As I was searching the source of all modern day knowledge for yesterday’s post to ensure I got the correct words for “Seesaw, Margery Daw,” I came across what that nursery rhyme is all about. Seemingly, a “daw” is a slovenly person and Margery was a common rural name in England during the 18th and 19th centuries. The rest of the rhyme supposedly refers to child labour in the workhouses of the time.
Workhouses were covered in my history classes during Primary School, when we were learning about the Irish Famine. They were truly the last refuge of those without any other options. To think that such an innocuous children’s rhyme could be about such a dismal and awful place. Another source, from the BBC’s H2G2, indicates that the song was originally sung by workers to keep time while sawing logs with a two-man saw. This strikes me as quite likely, before it was picked up by children. I wonder is it from this rhyme then that the word for a “see-saw” originated? I can imagine a see-saw being thrown together by a lumberjack for his children and then the children singing their father’s song as they played on it.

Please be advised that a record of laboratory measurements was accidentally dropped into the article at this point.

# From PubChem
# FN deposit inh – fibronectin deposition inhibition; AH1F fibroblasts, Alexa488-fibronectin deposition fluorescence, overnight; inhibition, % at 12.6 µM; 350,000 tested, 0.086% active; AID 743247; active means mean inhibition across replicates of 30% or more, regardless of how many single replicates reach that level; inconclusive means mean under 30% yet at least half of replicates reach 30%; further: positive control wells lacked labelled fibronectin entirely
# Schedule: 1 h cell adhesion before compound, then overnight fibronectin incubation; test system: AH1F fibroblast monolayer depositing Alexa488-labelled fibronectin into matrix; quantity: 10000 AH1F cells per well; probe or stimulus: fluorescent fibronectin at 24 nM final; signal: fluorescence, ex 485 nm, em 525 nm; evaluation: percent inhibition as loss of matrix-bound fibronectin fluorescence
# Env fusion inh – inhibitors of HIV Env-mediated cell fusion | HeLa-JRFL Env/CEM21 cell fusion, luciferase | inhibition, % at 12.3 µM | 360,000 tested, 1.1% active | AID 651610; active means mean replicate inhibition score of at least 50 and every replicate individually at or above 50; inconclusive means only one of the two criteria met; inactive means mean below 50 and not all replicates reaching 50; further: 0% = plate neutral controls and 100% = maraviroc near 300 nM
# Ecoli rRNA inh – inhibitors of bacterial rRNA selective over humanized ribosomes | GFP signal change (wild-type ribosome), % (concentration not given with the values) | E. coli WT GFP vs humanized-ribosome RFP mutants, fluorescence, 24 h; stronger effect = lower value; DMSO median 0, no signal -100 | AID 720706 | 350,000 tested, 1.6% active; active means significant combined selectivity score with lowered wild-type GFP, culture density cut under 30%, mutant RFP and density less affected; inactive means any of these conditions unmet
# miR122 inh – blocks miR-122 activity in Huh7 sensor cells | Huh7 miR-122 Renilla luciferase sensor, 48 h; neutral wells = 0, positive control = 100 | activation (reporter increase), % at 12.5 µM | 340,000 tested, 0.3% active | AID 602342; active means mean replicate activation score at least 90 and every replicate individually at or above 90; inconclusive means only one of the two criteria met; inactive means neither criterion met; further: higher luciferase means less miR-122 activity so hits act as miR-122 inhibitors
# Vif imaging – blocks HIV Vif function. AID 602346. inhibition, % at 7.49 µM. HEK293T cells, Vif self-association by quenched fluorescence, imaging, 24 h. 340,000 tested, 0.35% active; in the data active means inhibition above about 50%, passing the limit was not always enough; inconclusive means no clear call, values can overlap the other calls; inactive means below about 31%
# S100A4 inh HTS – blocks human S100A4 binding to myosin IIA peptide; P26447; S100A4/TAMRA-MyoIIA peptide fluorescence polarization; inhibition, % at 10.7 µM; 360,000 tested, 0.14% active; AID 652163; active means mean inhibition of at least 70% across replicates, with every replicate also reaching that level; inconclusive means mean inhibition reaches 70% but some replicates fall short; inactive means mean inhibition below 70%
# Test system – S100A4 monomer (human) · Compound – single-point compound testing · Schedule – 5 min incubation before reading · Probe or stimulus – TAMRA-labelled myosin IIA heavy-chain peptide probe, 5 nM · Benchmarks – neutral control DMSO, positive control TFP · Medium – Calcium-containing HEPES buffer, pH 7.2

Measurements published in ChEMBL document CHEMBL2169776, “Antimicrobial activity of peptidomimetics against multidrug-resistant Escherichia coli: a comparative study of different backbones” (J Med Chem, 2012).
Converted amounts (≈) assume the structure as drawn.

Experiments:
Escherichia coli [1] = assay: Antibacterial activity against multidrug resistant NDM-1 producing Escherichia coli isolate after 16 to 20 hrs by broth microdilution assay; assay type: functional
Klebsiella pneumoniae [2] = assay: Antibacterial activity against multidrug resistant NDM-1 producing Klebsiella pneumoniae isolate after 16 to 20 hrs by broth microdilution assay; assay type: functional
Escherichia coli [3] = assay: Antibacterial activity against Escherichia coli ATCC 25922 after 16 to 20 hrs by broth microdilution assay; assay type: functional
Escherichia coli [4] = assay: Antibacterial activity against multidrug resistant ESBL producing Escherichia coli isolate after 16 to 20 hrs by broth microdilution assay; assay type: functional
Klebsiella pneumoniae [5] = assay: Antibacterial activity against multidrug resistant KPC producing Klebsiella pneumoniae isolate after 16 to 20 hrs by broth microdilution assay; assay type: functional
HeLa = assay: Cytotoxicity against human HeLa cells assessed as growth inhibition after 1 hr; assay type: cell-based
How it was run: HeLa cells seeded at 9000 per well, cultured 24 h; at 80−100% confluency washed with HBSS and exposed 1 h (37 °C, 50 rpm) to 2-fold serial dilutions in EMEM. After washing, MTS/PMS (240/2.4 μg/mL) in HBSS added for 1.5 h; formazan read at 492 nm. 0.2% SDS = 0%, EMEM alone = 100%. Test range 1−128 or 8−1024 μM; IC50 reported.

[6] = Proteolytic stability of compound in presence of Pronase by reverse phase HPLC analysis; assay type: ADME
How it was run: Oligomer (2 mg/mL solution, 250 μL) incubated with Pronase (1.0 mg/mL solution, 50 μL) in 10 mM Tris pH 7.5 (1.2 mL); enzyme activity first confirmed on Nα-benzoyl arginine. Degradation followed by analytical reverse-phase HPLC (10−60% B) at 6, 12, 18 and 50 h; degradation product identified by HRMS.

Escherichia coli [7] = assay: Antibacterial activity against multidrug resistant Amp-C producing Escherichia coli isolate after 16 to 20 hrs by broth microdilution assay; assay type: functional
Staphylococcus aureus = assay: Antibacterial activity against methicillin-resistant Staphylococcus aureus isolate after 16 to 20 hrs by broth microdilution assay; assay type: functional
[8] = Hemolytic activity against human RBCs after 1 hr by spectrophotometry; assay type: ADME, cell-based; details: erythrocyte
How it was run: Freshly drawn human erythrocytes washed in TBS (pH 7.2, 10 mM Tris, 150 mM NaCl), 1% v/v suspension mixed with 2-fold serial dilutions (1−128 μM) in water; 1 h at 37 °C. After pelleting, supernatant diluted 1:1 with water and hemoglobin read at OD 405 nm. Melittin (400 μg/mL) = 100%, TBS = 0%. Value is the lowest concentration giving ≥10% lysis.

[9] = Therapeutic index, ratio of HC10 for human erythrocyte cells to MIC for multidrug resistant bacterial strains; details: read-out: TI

I am wary of any meanings behind nursery rhymes however, having learned that the modern interpretation for “Ring a Ring O’Rosies,” is just a popular misconception, first introduced in the 20th century. The repository of all modern day knowledge covers in more detail in its article the supposed allusions to the bubonic plague in the song. It seems neat and tidy, but again you have to wonder, could a children’s rhyme have such a dark undertone where they all die when “we all fall down.”
A final thought on Nursery Rhymes and that comes from a television program I saw a few months ago where there was a story about how nursery rhymes were dying out as children no longer knew them. I know that I sang lots of rhymes as a child, but I notice that my little cousins don’t use them in their play. So if you want to join the fight to bring back Nursery Rhymes, I’d like to suggest http://www.rhymes.org.uk which includes the lyrics for the kids and the origins for your own entertainment.